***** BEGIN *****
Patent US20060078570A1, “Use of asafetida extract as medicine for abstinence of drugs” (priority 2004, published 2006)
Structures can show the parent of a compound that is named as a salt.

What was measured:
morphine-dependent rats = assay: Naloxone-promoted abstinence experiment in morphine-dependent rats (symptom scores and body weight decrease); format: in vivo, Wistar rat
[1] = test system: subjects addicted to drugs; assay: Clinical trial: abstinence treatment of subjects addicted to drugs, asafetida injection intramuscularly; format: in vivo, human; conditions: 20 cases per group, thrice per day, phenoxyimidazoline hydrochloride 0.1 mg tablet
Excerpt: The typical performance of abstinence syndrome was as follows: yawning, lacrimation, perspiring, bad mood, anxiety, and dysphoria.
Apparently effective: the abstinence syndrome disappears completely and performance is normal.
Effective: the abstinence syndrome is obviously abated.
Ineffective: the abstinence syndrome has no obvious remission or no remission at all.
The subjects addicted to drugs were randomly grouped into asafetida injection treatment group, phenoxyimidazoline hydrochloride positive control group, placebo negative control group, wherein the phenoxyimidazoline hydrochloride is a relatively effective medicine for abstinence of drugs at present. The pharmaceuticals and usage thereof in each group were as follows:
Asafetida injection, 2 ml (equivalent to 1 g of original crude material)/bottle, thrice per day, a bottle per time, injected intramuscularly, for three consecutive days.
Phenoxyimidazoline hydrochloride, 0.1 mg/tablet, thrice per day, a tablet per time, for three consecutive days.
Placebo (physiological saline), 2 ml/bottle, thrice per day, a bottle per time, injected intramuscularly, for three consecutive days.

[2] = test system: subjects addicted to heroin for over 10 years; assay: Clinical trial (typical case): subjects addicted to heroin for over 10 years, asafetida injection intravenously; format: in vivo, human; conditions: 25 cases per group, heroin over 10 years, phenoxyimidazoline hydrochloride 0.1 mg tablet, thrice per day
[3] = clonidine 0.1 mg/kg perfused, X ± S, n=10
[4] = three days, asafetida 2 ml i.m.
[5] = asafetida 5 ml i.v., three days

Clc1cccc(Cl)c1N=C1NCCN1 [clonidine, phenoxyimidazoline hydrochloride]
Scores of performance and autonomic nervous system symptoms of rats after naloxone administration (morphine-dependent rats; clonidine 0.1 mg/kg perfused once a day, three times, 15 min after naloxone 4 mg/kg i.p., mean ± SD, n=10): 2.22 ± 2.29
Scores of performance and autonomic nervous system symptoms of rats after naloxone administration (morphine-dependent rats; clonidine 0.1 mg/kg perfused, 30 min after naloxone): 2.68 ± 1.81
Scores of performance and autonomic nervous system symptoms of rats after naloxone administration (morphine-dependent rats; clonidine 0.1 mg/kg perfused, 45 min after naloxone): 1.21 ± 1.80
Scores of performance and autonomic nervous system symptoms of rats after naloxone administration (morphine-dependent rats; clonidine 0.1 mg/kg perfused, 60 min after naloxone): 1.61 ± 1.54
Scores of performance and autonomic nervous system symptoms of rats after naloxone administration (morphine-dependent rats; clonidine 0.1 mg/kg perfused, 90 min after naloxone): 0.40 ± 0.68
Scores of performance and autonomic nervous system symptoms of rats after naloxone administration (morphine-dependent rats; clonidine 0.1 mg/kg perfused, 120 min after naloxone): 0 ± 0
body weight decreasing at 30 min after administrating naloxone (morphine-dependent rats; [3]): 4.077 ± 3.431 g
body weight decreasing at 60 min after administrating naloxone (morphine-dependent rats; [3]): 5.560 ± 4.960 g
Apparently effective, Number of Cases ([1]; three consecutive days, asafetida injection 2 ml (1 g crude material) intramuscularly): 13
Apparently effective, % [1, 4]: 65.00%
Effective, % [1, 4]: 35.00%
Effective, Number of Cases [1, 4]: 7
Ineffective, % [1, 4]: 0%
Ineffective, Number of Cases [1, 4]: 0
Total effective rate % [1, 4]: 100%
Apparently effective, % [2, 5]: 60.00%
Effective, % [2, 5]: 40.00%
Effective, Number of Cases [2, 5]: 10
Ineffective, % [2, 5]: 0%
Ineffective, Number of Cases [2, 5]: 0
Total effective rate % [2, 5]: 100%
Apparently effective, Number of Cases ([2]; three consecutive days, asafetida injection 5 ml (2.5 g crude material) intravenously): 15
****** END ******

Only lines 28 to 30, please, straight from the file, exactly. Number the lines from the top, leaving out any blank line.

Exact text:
Apparently effective, % [1, 4]: 65.00%
Effective, % [1, 4]: 35.00%
Effective, Number of Cases [1, 4]: 7